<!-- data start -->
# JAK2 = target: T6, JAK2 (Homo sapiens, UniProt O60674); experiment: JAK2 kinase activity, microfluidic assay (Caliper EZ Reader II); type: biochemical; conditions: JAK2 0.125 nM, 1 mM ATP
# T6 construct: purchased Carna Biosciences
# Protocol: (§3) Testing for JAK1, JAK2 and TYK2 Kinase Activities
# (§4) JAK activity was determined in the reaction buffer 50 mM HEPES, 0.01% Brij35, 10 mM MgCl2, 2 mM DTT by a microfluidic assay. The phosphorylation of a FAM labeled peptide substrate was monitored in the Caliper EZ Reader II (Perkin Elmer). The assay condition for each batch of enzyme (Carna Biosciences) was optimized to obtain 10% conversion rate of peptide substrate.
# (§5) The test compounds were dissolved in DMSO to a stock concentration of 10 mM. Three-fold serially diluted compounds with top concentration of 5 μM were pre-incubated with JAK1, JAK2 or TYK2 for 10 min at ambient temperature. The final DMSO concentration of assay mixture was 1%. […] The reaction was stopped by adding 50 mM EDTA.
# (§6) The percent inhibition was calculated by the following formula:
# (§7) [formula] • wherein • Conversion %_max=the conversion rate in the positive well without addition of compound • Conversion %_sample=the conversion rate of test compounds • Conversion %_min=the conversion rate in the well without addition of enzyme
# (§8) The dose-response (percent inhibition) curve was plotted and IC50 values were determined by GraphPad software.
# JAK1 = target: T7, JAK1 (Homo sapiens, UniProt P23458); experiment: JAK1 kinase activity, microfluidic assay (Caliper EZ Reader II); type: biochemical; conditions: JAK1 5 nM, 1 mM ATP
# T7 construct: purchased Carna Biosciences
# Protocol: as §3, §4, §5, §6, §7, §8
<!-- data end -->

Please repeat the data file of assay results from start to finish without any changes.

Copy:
# JAK2 = target: T6, JAK2 (Homo sapiens, UniProt O60674); experiment: JAK2 kinase activity, microfluidic assay (Caliper EZ Reader II); type: biochemical; conditions: JAK2 0.125 nM, 1 mM ATP
# T6 construct: purchased Carna Biosciences
# Protocol: (§3) Testing for JAK1, JAK2 and TYK2 Kinase Activities
# (§4) JAK activity was determined in the reaction buffer 50 mM HEPES, 0.01% Brij35, 10 mM MgCl2, 2 mM DTT by a microfluidic assay. The phosphorylation of a FAM labeled peptide substrate was monitored in the Caliper EZ Reader II (Perkin Elmer). The assay condition for each batch of enzyme (Carna Biosciences) was optimized to obtain 10% conversion rate of peptide substrate.
# (§5) The test compounds were dissolved in DMSO to a stock concentration of 10 mM. Three-fold serially diluted compounds with top concentration of 5 μM were pre-incubated with JAK1, JAK2 or TYK2 for 10 min at ambient temperature. The final DMSO concentration of assay mixture was 1%. […] The reaction was stopped by adding 50 mM EDTA.
# (§6) The percent inhibition was calculated by the following formula:
# (§7) [formula] • wherein • Conversion %_max=the conversion rate in the positive well without addition of compound • Conversion %_sample=the conversion rate of test compounds • Conversion %_min=the conversion rate in the well without addition of enzyme
# (§8) The dose-response (percent inhibition) curve was plotted and IC50 values were determined by GraphPad software.
# JAK1 = target: T7, JAK1 (Homo sapiens, UniProt P23458); experiment: JAK1 kinase activity, microfluidic assay (Caliper EZ Reader II); type: biochemical; conditions: JAK1 5 nM, 1 mM ATP
# T7 construct: purchased Carna Biosciences
# Protocol: as §3, §4, §5, §6, §7, §8